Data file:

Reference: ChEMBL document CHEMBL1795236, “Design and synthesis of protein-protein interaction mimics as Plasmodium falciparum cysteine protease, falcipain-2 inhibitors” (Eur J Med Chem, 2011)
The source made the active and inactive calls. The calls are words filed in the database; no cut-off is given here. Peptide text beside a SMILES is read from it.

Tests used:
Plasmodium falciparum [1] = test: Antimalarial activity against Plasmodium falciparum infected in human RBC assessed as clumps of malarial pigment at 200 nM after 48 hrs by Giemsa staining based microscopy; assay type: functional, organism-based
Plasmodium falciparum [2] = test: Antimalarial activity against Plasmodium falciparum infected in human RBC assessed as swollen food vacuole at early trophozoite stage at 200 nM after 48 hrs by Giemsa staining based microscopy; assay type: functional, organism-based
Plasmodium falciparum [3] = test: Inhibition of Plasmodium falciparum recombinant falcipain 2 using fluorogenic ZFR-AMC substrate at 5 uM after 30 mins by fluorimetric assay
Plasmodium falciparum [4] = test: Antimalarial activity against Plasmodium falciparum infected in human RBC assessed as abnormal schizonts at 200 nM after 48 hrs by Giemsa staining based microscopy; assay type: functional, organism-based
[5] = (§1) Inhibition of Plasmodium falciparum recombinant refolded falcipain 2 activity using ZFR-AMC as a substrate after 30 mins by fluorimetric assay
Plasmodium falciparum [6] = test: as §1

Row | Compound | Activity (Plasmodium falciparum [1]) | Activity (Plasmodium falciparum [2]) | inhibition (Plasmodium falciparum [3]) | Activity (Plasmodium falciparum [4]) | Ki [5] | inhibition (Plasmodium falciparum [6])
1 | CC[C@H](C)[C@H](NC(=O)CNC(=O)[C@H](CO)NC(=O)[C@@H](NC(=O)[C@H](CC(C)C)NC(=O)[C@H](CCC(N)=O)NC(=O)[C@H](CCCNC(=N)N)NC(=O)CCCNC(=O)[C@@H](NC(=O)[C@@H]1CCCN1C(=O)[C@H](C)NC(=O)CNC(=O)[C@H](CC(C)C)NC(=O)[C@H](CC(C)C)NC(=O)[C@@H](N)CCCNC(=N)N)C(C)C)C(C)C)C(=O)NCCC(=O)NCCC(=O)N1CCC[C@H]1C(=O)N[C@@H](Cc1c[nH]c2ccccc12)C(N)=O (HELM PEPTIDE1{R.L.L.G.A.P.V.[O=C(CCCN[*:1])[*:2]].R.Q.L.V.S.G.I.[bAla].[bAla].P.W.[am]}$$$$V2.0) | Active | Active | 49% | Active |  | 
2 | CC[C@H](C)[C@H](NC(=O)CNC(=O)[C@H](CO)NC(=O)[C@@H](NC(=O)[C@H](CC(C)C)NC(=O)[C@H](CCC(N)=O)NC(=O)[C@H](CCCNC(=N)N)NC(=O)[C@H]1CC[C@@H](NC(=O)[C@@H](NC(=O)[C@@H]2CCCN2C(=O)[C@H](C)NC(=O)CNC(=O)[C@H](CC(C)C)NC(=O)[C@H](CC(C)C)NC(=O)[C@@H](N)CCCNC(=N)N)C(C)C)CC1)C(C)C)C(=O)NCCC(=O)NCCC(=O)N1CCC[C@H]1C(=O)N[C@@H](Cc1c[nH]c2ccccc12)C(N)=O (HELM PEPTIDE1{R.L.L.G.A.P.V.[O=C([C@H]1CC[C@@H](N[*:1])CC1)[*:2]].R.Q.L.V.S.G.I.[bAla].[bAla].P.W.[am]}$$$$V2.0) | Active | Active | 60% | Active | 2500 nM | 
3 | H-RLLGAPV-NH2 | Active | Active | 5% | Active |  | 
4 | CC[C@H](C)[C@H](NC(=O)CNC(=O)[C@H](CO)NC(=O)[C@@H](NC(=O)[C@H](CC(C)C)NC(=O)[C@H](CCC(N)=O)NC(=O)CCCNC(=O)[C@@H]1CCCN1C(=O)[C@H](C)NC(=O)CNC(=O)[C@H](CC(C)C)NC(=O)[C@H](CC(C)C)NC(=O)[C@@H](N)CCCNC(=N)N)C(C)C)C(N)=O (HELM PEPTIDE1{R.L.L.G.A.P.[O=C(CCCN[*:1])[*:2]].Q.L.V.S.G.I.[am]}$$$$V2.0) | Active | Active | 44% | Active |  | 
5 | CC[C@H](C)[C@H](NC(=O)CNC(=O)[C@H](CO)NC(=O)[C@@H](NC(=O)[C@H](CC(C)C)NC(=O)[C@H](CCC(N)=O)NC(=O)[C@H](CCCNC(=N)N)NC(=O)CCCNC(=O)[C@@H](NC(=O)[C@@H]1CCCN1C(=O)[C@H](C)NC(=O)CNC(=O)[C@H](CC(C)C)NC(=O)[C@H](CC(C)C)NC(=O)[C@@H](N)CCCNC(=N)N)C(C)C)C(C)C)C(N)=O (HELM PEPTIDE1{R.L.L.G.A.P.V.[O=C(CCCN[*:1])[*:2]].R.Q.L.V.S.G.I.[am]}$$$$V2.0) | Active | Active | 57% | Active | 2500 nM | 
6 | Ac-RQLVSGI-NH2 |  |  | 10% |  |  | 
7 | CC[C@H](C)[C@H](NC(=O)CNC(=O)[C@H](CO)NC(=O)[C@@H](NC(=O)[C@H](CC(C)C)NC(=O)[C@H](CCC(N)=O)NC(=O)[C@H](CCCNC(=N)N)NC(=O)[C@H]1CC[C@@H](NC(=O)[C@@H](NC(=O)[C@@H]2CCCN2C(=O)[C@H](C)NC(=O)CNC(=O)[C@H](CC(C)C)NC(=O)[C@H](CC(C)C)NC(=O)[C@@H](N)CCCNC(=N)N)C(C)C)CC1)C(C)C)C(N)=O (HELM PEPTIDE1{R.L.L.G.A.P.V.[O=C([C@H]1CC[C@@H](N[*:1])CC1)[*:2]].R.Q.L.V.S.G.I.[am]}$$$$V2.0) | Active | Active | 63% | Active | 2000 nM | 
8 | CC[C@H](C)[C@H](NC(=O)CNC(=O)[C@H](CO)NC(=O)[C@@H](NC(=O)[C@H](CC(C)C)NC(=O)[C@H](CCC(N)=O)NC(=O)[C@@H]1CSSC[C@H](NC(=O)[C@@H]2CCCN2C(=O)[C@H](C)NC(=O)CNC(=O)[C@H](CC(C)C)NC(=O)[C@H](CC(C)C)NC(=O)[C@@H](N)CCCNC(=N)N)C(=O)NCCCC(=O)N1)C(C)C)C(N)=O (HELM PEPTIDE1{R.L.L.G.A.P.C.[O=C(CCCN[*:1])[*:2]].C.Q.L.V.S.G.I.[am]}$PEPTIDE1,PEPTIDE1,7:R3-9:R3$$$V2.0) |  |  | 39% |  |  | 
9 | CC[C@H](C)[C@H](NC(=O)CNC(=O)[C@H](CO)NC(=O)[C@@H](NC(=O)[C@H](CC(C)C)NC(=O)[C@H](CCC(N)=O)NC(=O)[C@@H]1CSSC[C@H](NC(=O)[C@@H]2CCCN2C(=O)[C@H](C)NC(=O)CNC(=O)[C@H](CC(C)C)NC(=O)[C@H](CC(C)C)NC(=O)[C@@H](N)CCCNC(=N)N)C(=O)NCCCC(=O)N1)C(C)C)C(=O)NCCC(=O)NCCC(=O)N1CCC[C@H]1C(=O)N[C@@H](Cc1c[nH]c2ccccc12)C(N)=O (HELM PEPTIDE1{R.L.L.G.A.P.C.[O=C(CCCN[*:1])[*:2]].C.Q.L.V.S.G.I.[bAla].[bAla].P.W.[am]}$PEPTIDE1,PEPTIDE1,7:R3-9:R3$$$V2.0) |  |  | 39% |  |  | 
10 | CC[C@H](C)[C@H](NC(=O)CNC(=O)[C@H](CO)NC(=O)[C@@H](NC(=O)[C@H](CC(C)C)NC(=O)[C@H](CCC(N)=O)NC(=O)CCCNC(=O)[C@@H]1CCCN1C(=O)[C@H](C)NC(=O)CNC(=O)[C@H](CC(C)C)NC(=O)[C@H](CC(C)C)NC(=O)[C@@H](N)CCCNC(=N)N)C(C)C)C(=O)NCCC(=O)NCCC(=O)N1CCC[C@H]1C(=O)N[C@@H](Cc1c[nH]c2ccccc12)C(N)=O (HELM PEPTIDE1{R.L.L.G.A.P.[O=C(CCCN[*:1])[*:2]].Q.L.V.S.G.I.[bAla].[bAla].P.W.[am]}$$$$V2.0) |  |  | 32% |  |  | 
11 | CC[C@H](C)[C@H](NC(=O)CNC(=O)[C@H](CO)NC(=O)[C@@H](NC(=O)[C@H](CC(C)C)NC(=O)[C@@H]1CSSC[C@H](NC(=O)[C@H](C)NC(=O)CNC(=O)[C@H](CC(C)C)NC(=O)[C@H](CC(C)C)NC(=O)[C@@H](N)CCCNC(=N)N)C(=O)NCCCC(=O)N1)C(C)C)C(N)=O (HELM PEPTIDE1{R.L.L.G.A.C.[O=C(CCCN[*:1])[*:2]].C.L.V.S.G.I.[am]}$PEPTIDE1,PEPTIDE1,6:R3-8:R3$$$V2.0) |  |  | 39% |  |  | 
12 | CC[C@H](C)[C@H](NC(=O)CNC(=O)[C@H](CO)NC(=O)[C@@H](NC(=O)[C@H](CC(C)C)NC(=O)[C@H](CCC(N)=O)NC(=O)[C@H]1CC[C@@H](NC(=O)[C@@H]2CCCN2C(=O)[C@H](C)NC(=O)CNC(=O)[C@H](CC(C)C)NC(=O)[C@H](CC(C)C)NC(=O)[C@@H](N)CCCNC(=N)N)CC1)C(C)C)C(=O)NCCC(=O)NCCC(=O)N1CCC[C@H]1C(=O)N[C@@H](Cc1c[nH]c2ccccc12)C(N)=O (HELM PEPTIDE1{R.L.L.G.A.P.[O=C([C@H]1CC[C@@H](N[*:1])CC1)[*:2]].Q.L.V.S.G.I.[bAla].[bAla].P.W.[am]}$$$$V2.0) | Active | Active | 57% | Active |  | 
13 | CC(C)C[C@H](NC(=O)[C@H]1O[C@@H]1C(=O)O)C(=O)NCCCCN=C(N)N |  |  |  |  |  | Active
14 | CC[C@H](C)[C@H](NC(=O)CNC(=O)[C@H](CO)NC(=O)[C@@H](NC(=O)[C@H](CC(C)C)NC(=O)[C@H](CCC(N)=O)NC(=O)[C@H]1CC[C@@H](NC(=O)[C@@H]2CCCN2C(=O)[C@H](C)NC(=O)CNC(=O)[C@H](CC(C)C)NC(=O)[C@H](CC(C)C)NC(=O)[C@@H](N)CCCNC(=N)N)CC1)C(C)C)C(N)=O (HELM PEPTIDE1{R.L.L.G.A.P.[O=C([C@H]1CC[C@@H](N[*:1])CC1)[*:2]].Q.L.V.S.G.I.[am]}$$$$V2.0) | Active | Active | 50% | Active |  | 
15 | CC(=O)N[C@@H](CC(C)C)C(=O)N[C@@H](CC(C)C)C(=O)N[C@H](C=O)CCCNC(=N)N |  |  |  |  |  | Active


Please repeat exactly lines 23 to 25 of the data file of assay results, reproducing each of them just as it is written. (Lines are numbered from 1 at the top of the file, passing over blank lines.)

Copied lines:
13 | CC(C)C[C@H](NC(=O)[C@H]1O[C@@H]1C(=O)O)C(=O)NCCCCN=C(N)N |  |  |  |  |  | Active
14 | CC[C@H](C)[C@H](NC(=O)CNC(=O)[C@H](CO)NC(=O)[C@@H](NC(=O)[C@H](CC(C)C)NC(=O)[C@H](CCC(N)=O)NC(=O)[C@H]1CC[C@@H](NC(=O)[C@@H]2CCCN2C(=O)[C@H](C)NC(=O)CNC(=O)[C@H](CC(C)C)NC(=O)[C@H](CC(C)C)NC(=O)[C@@H](N)CCCNC(=N)N)CC1)C(C)C)C(N)=O (HELM PEPTIDE1{R.L.L.G.A.P.[O=C([C@H]1CC[C@@H](N[*:1])CC1)[*:2]].Q.L.V.S.G.I.[am]}$$$$V2.0) | Active | Active | 50% | Active |  | 
15 | CC(=O)N[C@@H](CC(C)C)C(=O)N[C@@H](CC(C)C)C(=O)N[C@H](C=O)CCCNC(=N)N |  |  |  |  |  | Active